Vascular Plants of North Carolina
Account for Shining Clubmoss - Huperzia lucidula  
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Section 1 » Order Lycopodiales » Family Huperziaceae
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DistributionThroughout the mountains, and nearly throughout the Piedmont (though apparently absent from the southeastern portion and some northeastern counties). Not known from the Coastal Plain. The Lee County population was discovered by Jimmy Randolph in 2016.

This is a Northeastern and Eastern species, quite widespread in its range -- from eastern Canada south to central NC, northwestern SC, northern GA, northern AL, and northern AR. Apparently disjunct to China (Weakley 2020).
AbundanceCommon and widespread in the mountains; fairly common at least locally in the northern and central Piedmont (more numerous near the VA line), but rare in the northeastern and southeastern counties.
HabitatThis is a soil-based species, growing in cool, moist forests of various types, often under conifers or mixed canopy. It may grow in ravines and in seepages and somewhat damp places, but almost always where shaded and in cool microclimates.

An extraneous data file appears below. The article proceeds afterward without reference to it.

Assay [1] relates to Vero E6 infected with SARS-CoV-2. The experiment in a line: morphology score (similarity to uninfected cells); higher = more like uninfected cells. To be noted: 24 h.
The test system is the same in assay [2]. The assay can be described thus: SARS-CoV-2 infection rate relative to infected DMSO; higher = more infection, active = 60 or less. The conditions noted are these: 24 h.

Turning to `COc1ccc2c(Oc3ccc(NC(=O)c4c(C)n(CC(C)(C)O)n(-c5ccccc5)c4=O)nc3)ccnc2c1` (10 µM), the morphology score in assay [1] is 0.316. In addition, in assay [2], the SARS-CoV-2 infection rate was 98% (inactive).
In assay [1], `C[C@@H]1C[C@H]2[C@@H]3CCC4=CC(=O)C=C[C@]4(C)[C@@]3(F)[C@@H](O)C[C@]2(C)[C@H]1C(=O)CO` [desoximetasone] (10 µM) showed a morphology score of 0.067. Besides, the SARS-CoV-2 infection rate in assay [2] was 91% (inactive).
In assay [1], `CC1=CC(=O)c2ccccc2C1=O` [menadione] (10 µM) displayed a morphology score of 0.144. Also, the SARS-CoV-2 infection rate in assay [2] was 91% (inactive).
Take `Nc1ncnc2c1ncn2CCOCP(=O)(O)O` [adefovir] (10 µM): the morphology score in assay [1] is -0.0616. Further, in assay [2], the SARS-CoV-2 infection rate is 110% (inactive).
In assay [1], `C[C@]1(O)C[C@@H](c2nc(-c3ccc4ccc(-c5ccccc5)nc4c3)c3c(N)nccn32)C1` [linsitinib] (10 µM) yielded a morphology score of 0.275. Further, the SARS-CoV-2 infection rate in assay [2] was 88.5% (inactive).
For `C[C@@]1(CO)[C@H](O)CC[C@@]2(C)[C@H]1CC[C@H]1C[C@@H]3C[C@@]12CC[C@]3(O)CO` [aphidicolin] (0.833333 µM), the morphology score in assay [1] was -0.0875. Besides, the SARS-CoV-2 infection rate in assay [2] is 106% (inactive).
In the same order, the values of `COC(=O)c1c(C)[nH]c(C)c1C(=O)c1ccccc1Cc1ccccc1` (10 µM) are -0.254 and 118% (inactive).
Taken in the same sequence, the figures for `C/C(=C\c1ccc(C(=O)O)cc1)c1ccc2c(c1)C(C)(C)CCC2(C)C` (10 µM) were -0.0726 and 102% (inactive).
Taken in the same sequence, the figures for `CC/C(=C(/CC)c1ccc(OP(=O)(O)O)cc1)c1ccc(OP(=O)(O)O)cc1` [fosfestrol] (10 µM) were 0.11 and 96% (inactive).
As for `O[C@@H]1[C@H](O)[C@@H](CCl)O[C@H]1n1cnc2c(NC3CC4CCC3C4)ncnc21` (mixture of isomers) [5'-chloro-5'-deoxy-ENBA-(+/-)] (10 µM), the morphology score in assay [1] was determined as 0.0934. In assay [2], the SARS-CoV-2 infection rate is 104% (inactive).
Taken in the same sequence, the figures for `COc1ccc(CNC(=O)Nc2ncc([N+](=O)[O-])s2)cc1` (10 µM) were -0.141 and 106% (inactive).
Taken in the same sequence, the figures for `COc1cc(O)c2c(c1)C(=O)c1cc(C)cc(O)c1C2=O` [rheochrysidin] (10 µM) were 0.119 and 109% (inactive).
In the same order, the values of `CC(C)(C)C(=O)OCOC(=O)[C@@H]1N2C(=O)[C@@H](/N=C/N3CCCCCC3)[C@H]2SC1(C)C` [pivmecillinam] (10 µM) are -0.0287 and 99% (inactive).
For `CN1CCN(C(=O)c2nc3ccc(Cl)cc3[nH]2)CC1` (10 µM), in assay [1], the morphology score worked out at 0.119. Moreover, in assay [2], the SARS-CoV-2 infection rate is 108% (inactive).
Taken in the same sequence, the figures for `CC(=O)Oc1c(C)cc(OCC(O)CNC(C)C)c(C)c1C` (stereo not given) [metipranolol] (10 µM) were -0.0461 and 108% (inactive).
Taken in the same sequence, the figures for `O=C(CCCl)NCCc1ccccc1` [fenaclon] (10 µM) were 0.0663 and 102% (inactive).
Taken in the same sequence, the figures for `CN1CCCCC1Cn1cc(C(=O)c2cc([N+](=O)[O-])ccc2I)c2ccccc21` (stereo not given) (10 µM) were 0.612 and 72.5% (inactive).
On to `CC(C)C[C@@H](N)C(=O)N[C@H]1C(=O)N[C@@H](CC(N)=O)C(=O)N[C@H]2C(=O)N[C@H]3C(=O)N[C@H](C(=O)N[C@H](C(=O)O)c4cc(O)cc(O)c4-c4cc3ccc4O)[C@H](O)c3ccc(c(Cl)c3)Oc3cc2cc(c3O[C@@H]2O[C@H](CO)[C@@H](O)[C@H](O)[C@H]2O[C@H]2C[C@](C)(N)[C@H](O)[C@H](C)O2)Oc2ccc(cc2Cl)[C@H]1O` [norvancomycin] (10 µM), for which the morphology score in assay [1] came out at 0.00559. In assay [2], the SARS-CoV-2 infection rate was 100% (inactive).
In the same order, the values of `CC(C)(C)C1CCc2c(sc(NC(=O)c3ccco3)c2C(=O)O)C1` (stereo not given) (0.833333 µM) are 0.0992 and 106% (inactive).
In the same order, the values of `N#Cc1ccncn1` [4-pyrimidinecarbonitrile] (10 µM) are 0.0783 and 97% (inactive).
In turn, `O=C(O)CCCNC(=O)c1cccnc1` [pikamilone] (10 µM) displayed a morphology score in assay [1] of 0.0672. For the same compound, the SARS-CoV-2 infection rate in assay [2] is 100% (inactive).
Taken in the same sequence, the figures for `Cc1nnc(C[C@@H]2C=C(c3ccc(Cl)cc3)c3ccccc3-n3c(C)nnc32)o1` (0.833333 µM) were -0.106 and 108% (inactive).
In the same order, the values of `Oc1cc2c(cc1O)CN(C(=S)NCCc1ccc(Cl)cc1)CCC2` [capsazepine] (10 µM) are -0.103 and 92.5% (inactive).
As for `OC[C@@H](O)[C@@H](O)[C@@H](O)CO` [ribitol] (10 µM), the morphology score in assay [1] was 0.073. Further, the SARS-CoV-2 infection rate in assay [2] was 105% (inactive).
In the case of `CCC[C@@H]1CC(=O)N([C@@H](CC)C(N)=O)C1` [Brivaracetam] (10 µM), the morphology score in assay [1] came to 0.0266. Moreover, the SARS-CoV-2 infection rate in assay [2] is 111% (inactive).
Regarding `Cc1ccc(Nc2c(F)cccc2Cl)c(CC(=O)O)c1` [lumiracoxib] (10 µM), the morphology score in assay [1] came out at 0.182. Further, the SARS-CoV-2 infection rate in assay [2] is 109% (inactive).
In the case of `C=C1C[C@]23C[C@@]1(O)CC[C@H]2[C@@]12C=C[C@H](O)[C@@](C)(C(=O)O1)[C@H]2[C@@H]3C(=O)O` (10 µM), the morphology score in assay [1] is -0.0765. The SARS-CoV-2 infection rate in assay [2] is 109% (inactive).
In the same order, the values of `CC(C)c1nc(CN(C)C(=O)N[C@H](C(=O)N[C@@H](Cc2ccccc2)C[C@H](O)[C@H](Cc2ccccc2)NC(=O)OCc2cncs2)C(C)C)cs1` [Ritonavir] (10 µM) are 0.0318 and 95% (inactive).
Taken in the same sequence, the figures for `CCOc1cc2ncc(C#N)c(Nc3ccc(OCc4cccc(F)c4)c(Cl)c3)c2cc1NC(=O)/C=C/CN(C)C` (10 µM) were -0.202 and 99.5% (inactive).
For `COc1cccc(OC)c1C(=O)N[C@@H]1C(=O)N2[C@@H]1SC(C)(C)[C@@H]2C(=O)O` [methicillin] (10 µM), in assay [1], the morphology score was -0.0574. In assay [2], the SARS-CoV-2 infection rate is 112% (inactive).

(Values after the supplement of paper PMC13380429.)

See also Habitat Account for General Mesic Forests
PhenologyFruits from June to August.
IdentificationThis is a quite familiar evergreen species of the western and central parts of the state. This plant has several ascending branches, reaching about 6-8 inches tall, with small oblanceolate leaves densely packed in mostly 6 ranks. The leaves are about 2/5-inch long, spreading to deflexed, and shiny dark green in color. Owing to the relatively "large" leaves and their spreading aspect, the width of a branch can be close to 3/4-1 inch across. Some of the branches have additional ascending branches. This species should not be confused with any other firmoss or clubmoss, as others grow on exposed rocks or in wet seepages and have smaller and more lanceolate leaves.
Taxonomic CommentsMost older references named this as Lycopodium lucidulum.

Other Common Name(s)Shining Firmoss. When this and other Huperzia species were included within the large genus Lycopodium, most species had common names of "xxxxx Clubmoss". With some of them split out into Huperzia, there is a trend to call these species as "xxxxx Firmoss". Most references still use Shining Clubmoss as the preferred common name.
State RankS5
Global RankG5
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